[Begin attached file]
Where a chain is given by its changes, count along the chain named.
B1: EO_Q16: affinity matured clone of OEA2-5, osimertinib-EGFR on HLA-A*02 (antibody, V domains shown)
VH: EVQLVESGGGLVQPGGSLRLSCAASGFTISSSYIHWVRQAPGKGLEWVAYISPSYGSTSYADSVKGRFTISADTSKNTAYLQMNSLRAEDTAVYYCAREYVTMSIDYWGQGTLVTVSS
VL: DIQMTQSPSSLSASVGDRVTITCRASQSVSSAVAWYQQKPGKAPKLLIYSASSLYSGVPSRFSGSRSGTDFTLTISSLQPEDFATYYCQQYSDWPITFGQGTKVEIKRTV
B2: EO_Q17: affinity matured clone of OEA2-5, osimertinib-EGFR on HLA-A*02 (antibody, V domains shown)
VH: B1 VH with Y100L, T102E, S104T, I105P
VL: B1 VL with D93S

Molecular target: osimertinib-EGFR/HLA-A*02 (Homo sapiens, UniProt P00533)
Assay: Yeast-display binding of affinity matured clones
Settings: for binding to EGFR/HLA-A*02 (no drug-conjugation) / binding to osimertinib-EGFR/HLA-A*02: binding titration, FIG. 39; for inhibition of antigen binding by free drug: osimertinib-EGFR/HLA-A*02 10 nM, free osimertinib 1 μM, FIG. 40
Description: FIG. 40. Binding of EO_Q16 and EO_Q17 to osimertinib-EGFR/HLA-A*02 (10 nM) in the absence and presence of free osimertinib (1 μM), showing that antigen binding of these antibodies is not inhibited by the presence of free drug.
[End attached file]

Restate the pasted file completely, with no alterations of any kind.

Where a chain is given by its changes, count along the chain named.
B1: EO_Q16: affinity matured clone of OEA2-5, osimertinib-EGFR on HLA-A*02 (antibody, V domains shown)
VH: EVQLVESGGGLVQPGGSLRLSCAASGFTISSSYIHWVRQAPGKGLEWVAYISPSYGSTSYADSVKGRFTISADTSKNTAYLQMNSLRAEDTAVYYCAREYVTMSIDYWGQGTLVTVSS
VL: DIQMTQSPSSLSASVGDRVTITCRASQSVSSAVAWYQQKPGKAPKLLIYSASSLYSGVPSRFSGSRSGTDFTLTISSLQPEDFATYYCQQYSDWPITFGQGTKVEIKRTV
B2: EO_Q17: affinity matured clone of OEA2-5, osimertinib-EGFR on HLA-A*02 (antibody, V domains shown)
VH: B1 VH with Y100L, T102E, S104T, I105P
VL: B1 VL with D93S

Molecular target: osimertinib-EGFR/HLA-A*02 (Homo sapiens, UniProt P00533)
Assay: Yeast-display binding of affinity matured clones
Settings: for binding to EGFR/HLA-A*02 (no drug-conjugation) / binding to osimertinib-EGFR/HLA-A*02: binding titration, FIG. 39; for inhibition of antigen binding by free drug: osimertinib-EGFR/HLA-A*02 10 nM, free osimertinib 1 μM, FIG. 40
Description: FIG. 40. Binding of EO_Q16 and EO_Q17 to osimertinib-EGFR/HLA-A*02 (10 nM) in the absence and presence of free osimertinib (1 μM), showing that antigen binding of these antibodies is not inhibited by the presence of free drug.